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associate bonus watch 2007 law firm Above the Law blog.jpgFor non-New York associates of Sidley Austin, Monday is the big day. The firm just sent out a memo informing them that bonuses will be distributed at that time. As you may recall, the firm previously announced special bonuses, but only for its New York office — news that was not well-received outside of NYC.
If you’re hoping for hard numbers, you’ll be disappointed; the memo is rather vague. It states:

[W]e continue to determine bonuses on an individual basis and consistent with our culture and practice, will communicate with you individually about them. Because year-end bonuses remain discretionary and are tailored to individual circumstances, no description of the relevant factors could be exhaustive. As in recent years, however, we again have considered the hours that each associate has spent on chargeable, pro bono, and certain non-chargeable matters such as legal services to the Firm, as well as the quality of each associate’s work and other special contributions to the Firm.

You can read the whole thing, in all of its glorious opacity, after the jump.

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New York University Law School NYU Law School Above the Law.JPGLaw school list serve trainwrecks are a staple here at ATL. We’ve written about several — see, e.g., Cumberland Law School; Washington University School of Law — and they tend to be popular with readers.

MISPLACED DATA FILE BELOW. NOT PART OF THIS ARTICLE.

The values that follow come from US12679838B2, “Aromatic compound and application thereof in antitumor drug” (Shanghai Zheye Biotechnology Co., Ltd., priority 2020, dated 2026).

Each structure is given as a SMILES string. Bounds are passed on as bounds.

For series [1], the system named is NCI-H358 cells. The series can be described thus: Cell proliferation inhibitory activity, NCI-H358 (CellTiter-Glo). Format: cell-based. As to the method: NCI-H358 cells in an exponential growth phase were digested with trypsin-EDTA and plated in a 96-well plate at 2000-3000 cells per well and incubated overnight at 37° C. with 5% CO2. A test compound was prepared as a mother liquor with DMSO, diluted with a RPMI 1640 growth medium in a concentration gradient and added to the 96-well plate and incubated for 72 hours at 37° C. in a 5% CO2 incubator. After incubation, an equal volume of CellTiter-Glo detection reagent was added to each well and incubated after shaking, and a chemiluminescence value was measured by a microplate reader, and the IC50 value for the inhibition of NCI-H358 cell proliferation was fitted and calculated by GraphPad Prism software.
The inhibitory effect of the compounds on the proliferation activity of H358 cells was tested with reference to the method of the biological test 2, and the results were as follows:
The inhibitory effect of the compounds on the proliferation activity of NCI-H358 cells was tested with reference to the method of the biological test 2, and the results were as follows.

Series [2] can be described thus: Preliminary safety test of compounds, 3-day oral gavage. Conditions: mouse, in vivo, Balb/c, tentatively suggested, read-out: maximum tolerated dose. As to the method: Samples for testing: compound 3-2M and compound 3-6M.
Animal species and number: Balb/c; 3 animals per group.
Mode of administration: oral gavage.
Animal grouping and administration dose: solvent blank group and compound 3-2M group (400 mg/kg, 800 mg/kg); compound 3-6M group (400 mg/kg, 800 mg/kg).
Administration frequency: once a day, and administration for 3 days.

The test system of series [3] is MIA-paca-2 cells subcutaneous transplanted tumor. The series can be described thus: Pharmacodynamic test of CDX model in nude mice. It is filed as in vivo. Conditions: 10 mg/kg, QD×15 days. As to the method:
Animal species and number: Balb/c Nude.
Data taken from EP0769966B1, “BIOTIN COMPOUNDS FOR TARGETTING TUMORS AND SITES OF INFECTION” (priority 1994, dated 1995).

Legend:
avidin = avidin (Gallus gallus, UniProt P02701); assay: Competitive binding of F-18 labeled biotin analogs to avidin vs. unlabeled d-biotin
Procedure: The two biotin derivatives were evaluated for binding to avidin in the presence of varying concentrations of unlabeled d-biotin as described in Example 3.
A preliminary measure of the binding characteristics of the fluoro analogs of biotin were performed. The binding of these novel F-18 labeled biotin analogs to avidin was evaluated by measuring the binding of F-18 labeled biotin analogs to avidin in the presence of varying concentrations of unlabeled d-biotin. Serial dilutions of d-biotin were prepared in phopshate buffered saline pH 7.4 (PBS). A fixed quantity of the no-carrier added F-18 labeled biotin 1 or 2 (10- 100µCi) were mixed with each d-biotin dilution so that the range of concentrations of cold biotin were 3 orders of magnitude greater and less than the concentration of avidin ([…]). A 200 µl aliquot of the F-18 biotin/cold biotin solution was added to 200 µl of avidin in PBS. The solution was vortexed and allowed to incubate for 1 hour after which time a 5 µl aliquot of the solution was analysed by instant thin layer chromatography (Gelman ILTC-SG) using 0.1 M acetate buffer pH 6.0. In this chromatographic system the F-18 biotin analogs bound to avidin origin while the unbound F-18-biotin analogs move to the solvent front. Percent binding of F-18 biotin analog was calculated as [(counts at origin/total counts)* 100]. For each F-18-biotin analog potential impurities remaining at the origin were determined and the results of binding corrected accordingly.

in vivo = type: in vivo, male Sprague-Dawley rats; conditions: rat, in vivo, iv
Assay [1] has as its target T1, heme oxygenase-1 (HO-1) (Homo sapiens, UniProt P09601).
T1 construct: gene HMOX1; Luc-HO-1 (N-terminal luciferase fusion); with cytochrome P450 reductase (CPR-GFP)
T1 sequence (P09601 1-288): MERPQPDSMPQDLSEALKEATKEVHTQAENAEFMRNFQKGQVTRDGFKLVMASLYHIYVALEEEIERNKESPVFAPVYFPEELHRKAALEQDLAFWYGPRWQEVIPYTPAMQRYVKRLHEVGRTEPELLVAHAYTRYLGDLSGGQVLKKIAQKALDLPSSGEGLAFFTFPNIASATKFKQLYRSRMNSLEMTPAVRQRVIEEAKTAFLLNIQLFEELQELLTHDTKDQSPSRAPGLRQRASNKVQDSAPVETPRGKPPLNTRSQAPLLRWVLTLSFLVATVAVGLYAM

A student at NYU Law School brought a recent listserv debacle to our attention:

[This listserve controversy] touches on many law school and other legal topics. They include grades, finals, state vs. T14 schools, Jesus, the Constitution, Jesus vs. the Constitution, and [people] who were arrested at Harvard [see April 24, 2:21 AM entry] and feel the need to announce it to the whole law school.

Perhaps it’s just exam stress all around, but having just taken my crim pro final earlier today, the last bit made things extra hilarious.

The reader then included several emails from the thread. But fortunately for us, another NYU law student already collected and posted them over here (which saves us the trouble of cutting and pasting).
More after the jump.

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Here are the results from yesterday’s Featured Job Survey, brought to you by ATL and Lateral Link, which inquired into billing rates.
More than 700 of you responded to yesterday’s survey, not counting a few dubious entries. In case you were wondering, yes, we really do discard your response if you claim to be billing out at $25 an hour at Sullivan & Cromwell. We’re asking for your rates for legal services.
For those of you wondering what the average rate for an hour of lawyerly time is these days — and whether your firm is selling you cheap — here are the national averages based on our (admittedly unscientific) survey:
Average Hourly Rates By Class.jpg